I was making curry and without thinking, went to the cupboard under the stairs, found and switched on the torch and thought for the millionth time, “we must get a light in here”.  

I rooted around in a shirt box full of jars and packets until I’d found the spices I wanted.

As a keen cook, why do I keep my herbs and spices in such a difficult location? The answer's simple: we decorated the kitchen probably five years ago, moved all the spices out (using the shirt box as a tray), and they’ve remained there ever since.

However, as we’re in the middle of spring, I decided it might be a good idea to have a thorough review of my overflowing Aladdin’s cave.

Spicy souvenirs immediately transported me back to past holidays: a tin of Hungarian paprika from Budapest, Kashmiri saffron, Jamaican jerk spice and harissa from Tunisia.

I was reminded of our hunt for achiote paste, to recreate Mexican pork pibil. A Google search revealed a couple of London suppliers so my long-suffering partner was dispatched to China Town where Loon Fung persuaded him that his annatto pwder had been extracted from achiote seeds.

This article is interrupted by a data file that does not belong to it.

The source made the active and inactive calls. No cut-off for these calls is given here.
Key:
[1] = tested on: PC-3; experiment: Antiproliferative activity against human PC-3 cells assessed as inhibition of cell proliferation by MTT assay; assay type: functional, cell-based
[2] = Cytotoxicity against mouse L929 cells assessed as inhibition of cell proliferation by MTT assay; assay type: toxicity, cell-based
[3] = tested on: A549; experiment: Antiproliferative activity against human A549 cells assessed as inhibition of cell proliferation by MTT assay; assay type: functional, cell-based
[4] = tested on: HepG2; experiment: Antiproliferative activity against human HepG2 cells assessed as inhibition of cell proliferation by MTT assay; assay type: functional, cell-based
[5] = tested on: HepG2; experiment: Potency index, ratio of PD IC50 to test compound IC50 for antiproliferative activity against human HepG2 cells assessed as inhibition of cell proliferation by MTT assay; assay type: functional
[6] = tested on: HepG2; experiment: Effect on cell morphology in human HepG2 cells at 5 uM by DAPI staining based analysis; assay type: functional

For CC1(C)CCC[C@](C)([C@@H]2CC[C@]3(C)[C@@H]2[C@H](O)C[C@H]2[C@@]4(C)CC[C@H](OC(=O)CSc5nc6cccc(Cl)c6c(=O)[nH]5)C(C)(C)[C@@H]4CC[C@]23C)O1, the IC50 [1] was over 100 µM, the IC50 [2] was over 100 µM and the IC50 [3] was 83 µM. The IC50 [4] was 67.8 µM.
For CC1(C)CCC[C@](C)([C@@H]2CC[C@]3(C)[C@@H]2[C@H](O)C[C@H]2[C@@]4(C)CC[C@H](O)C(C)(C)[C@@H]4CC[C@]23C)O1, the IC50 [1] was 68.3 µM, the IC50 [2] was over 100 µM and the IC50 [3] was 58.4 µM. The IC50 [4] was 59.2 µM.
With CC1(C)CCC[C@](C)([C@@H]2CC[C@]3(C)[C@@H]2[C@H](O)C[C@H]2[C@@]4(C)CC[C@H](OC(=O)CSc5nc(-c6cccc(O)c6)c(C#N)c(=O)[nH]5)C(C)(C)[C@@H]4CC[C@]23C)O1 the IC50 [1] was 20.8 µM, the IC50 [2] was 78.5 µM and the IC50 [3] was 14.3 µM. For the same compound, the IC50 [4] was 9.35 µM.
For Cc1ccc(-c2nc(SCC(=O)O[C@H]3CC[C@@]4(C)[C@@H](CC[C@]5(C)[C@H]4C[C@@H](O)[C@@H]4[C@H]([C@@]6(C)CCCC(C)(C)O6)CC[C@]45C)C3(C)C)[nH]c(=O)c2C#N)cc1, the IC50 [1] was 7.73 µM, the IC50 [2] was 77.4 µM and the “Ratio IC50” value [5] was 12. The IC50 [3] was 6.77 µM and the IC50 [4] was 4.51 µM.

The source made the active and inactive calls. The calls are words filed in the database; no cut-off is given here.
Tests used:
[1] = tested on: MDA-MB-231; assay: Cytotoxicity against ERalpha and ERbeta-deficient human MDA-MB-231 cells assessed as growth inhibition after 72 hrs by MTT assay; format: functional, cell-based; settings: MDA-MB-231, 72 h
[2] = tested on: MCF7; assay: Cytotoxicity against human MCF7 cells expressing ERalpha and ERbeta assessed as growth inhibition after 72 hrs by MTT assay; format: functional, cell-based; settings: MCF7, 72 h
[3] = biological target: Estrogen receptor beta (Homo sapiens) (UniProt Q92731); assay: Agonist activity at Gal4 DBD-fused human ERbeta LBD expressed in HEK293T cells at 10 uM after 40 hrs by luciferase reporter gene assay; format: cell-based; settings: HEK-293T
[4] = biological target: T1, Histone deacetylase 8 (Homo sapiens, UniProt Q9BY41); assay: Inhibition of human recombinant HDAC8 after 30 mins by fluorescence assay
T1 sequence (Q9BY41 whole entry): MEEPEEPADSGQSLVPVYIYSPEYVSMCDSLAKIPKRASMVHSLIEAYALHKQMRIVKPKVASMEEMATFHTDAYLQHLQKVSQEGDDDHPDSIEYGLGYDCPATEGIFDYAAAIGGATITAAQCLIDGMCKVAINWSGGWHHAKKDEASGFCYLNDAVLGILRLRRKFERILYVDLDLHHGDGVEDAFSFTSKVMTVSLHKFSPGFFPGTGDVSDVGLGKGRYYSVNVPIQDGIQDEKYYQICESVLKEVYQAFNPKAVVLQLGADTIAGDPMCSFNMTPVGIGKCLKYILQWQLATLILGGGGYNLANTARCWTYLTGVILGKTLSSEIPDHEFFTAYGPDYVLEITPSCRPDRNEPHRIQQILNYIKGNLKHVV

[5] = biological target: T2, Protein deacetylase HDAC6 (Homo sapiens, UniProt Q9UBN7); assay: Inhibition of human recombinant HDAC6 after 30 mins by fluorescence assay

But was it really the same? I eventually found small plastic bags of achiote at The Spice Shop in Portobello Road whilst visiting Books for Cooks. The label described the contents as: annatto seeds, orange, cumin, oregano, cloves and garlic - Loon Fung was sort of right.

A bag of somaq had a best before date of April 30 2013.  I remember finding a recipe that used it but reading it was hard to find. I’d obviously found a packet, presumably in 2012, and bought it. Unfortunately by then, I’d lost the recipe.
Best before dates had long expired. At some point I’d decided that commonly used spices would be cheaper bought from Asian supermarkets in large packets rather than from Sainsbury’s in small glass jars. Unfortunately the ground white pepper expired before Christmas and a huge 200g bag of Jeera Ground Curry Powder will never be finished before June 16. My oldest spice was an opened silver foil packet of Malay curry powder, with its BB of November 2010.

I turned my attention to the admittedly fewer jars of herbs and realised why they’re now hardly ever used. Living so close to the fabulous array of ethnic shops in Walthamstow’s High Street, I find there is simply no comparison between dried dill from a Shwartz jar (even if it is within it’s sell by) and a large bunch of the fresh stuff at less than £1.

So what are the secrets of your spice rack and where do you keep them?  Do let me know by e-mailing: foodintheforest@btinternet.com.